Sunday, May 23, 2010

Piping Queen

I did a full inspection of both hives a few days ago. I think they are both looking good but I am not entirely sure what is going on inside Georgia. The results were as follows:

Georgia is still crammed full of bees. As I reported in an earlier post Georgia has been topped with 2 medium honey supers. I had originally put on only one super but a couple weeks ago or so I found that the hive was packed with bees from the bottom board to the outer cover. There was nectar being stored in the first super but none of it had been capped yet. I decided to add a second super just to give the bees a little more room. I provided a top entrance with the second super to make it easier for the bees to get in and out of the supers and hopefully make more honey. As of today, however, none of the bees seem to discovered the top entrance and I have not seen a single bee use it.

During this inspection I found uncapped nectar in both supers. Some of the frames in the first are filling up, but there is not much in the second. I think that we are kind of in between nectar flows right now; the fruit trees and dandelions are winding down and the alfalfa is not ready yet. Hopefully the alfalfa will get going before to long and the bees can really get busy. Alfalfa is the main nectar flow in the Big Horn Basin; it blooms continuously from maybe the end of May until maybe the beginning of October. Here is an interesting map with major nectar flow information.

Back to the inspection. I went through every frame of the brood nest to make sure there weren't any swarm cells and I didn't find any. That is a good thing. There were lots of eggs, larva, and capped brood. The photo below is a frame from the upper deep hive body.

I thought that the amount of capped brood here was pretty impressive. This queen is certainly prolific. The fact that this queen has been so great is the reason I am now a little confused as to what exactly is going on in there. You see, during the inspection a week or so ago I found capped brood and eggs, but no larva. I thought that was a little odd. This spring I have seen several queen cups; some up high in the frames (supercedure position) and some along the bottom of the frames (swarm position) but all had been empty. Until that last inspection, that is. At that time, as I lifted one of the frames out, I found a capped queen cell on the bottom of a frame (swarm position) but only one of them. When they are preparing to swarm they usually build several swarm cells. This queen cell must have been connected to the frame next to it as well because as I pulled it out it ripped the cell open and exposed the entire pupa inside. I cleaned it up with the hive tool replaced the frame.

Now fast forward to a few days ago- As I was down in the bottom deep I heard this warbling sound coming from inside the hive. It was loud enough to be heard over all the buzzing of the bees. I wasn't sure but I thought it might be the sound of a piping queen. I did an internet search and came across some recordings. Sure enough, that is exactly what I heard. Now, as I understand it, piping comes from a virgin queen as she prepares to mate. So, what do I have? A hive with the existing queen and a virgin queen that is preparing to swarm? Or a queen from a supercedure cell mounting a coup? And where did this piping queen come from? Scotland? OK- that was a bad joke, but I really have always wanted to go to Scotland and learn to play the bagpipes. Back to the subject at hand- I can't imagine that the bees would want to supercede this queen and I haven't seen any capped queen cells except for the one that broke open. What is going on here!?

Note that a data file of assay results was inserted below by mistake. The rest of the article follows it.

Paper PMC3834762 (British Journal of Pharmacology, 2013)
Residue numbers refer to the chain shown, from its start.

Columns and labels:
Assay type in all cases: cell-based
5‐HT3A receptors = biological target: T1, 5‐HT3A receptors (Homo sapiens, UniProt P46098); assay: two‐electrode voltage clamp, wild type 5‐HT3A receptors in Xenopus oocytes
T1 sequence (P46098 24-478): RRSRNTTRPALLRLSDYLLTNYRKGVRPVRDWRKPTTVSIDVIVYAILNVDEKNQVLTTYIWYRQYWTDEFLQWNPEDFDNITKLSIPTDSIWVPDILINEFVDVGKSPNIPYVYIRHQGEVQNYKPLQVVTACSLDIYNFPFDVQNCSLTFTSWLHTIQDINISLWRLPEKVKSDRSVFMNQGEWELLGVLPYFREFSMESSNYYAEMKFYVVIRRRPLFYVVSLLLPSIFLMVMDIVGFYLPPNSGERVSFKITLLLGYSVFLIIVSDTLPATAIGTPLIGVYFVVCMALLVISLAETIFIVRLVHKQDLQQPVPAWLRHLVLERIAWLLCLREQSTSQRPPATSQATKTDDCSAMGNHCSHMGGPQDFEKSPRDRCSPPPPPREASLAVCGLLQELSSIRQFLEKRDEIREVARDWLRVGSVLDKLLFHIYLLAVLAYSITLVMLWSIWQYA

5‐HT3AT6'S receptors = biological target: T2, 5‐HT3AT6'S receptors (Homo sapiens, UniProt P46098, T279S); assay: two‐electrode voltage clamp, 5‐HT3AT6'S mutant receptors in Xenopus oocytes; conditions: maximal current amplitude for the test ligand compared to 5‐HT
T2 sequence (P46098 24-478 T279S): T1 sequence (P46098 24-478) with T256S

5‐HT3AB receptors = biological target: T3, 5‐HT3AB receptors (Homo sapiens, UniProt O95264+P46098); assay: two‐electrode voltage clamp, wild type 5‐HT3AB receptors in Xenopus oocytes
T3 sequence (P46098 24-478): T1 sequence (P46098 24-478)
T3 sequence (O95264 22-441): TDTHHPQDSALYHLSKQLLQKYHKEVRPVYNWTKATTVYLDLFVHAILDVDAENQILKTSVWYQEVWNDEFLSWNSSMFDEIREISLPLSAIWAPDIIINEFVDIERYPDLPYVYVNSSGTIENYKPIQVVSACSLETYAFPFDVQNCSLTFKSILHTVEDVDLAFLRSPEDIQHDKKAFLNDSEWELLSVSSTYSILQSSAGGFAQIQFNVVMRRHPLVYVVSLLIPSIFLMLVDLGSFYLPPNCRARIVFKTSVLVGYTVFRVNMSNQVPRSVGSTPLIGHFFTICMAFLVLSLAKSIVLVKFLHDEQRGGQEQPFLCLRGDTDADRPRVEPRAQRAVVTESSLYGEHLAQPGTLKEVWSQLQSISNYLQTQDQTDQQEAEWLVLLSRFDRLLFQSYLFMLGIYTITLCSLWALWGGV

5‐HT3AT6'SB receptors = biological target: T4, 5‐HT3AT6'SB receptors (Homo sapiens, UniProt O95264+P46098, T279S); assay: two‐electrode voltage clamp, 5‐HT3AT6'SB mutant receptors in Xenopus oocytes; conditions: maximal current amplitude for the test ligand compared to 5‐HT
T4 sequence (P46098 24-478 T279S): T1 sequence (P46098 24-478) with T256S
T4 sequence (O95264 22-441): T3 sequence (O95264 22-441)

As I opened Virginia I looked through her super and found lots of uncapped nectar so I did not add a second super at this time. I imagine I will have to add one once the alfalfa gets going.

Going through the brood nest I came across this little girl chewing here way out of her cell. See her photo below.

I am thoroughly impressed by Virginia's queen this spring. This hive struggled last summer and there wasn't a huge population going in to the winter. I was thinking of re-queening her this spring but never got around to it. I wonder if the bees re-queened themselves last fall because she has built up explosively this spring. While in the brood nest it seemed that bees were coming out of nowhere. I had to smoke to clear the bees out enough pull out a frame and after looking at if for about 15 seconds I would have to smoke again to move the bees out of the way to put the frame back in. I seriously could not see the frames in the box for all the bees covering them. I did find that there was lots of pollen and honey in the brood chamber and it looked like the queen might be running out of room so I expanded the broodnest by pulling a frame with honey and pollen from the edge and placing an empty frame in the middle. I hope we are almost through the spring swarm season so the bees can just get down to business and make us some honey!


Mary Ann said...

I've read that piping is the old queen calling the new queen, luring her to kill her. Now I cannot remember where I read that, but I know that's what I read. Kind of macabre!

Great blog, thanks.

Related Posts Plugin for WordPress, Blogger...